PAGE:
It should also be noted that the principles related to the admission into evidence of statements of absent witnesses accordingly apply to instances where the outcome of the proceedings complained of does not comprise guilt or innocence, but rather the factual circumstances relevant for the ultimate severity of sentence. Thus, where witness testimony could influence the outcome of an applicant’s case in relation to determining the severity of the sentence, the Court will proceed to examine whether the impossibility to question that witness at any stage of the proceedings handicapped the applicant’s defence to the point of rendering the trial against him or her as a whole unfair (Dodoja v. Croatia, 2021, §§ 33-37).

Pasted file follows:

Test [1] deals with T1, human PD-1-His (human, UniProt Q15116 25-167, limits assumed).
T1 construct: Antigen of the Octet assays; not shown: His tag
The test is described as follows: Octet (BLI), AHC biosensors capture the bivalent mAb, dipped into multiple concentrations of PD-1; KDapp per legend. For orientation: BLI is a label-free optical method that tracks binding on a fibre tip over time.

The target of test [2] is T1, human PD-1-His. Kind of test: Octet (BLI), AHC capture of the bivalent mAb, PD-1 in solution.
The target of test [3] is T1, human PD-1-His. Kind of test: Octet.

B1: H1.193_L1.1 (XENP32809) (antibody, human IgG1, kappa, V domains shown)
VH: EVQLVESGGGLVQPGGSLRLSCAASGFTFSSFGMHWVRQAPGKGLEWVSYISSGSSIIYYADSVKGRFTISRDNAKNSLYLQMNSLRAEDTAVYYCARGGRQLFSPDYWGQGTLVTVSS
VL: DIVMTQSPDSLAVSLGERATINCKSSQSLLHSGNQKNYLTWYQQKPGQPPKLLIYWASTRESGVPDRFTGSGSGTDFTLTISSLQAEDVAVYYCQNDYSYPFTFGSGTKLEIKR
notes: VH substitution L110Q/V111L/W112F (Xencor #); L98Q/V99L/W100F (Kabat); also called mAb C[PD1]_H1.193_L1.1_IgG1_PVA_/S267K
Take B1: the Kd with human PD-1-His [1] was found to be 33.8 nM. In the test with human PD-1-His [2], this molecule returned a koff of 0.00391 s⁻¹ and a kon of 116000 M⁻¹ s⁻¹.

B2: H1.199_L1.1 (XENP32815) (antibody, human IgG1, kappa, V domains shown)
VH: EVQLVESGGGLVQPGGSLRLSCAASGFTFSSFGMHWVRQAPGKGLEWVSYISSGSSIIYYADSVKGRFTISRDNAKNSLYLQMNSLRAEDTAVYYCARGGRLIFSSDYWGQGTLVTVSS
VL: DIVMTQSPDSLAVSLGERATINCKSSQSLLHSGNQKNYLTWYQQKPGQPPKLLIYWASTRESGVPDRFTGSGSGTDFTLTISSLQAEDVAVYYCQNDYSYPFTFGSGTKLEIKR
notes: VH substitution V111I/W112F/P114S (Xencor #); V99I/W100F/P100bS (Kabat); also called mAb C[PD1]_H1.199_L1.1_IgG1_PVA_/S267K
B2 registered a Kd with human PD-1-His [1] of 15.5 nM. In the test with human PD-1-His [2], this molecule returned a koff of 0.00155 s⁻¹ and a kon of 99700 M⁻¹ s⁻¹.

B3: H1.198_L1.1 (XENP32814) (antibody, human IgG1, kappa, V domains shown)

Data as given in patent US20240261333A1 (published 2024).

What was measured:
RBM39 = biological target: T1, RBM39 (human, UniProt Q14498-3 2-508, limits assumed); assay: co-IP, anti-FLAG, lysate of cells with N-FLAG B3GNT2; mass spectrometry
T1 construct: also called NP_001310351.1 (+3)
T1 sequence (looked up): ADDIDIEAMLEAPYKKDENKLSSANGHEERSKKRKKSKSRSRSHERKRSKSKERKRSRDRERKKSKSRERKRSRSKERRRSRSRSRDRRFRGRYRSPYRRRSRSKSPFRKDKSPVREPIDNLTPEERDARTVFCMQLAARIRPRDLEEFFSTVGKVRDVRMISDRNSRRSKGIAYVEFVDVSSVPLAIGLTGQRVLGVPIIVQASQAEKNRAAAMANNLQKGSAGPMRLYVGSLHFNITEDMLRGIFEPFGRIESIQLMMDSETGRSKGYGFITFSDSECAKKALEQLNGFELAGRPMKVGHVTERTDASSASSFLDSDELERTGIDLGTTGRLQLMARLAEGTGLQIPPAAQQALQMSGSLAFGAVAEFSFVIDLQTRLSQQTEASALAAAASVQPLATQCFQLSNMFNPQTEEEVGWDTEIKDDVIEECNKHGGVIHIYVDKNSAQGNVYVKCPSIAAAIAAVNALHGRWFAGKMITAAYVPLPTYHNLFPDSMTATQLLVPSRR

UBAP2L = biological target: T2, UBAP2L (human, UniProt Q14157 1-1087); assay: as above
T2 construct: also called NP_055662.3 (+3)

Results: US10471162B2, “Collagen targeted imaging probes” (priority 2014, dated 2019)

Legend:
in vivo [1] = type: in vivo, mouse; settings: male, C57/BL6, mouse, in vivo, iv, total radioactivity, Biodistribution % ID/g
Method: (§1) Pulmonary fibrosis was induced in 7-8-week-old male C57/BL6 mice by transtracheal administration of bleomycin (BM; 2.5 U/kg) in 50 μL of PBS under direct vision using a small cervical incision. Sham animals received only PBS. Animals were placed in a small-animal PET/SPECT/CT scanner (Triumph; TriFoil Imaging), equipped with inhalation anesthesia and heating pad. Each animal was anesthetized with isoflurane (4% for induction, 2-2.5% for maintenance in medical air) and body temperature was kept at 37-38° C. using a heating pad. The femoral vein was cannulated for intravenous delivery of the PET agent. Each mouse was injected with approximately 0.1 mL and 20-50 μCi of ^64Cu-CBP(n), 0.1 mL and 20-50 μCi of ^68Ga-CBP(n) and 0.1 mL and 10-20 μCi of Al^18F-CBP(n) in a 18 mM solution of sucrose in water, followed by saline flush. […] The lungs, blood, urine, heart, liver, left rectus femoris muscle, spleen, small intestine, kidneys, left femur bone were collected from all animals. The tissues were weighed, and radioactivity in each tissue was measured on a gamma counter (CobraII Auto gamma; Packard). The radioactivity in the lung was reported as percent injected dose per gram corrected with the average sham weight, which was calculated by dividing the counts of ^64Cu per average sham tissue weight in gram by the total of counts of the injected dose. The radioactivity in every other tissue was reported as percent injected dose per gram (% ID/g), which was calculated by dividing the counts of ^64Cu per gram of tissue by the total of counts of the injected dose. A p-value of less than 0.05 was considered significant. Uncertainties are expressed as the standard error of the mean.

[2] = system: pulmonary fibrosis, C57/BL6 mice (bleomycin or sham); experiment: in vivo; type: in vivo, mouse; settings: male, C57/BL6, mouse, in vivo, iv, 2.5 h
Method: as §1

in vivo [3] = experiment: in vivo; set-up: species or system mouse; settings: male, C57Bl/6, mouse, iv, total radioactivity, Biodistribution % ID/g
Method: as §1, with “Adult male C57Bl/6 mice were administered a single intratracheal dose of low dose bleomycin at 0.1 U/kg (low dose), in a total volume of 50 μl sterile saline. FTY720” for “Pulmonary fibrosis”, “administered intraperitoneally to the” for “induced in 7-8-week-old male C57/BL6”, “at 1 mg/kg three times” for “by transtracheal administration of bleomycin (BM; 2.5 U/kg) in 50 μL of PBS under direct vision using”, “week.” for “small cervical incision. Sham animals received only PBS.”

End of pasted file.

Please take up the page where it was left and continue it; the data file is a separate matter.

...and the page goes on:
However, when a witness makes a statement at the pre-trial stage of the proceedings and then retracts it or claims to have no longer any recollection of facts when cross-examined at the trial, theprinciples related to absent witnesses will not necessarily apply. In other words, a change of attitude on the part of a witness does not of itself give rise to a need for compensatory measures. Indeed, the Court has refused to hold in the abstract that evidence given by a witness in open court and on oath should always be relied on in preference to other statements made by the same witness in the course of criminal proceedings, not even when the two are in conflict. In such a situation, the Court will seek to determine whether the proceedings as a whole, including the way in which evidence was taken, were fair (Vidgen v. the Netherlands (dec.), 2019, §§ 38-41; see also Makeyan and Others v. Armenia, 2019, §§ 40-48).21 Moreover, in such instances, other procedural guarantees may be of importance such as, for instance, the principle of equality of arms between the prosecution and the defence in examining a witness who has retracted his or her statement that was of a decisive importance for the applicant’s conviction (Bonder v. Ukraine, 2019, §§ 79-81).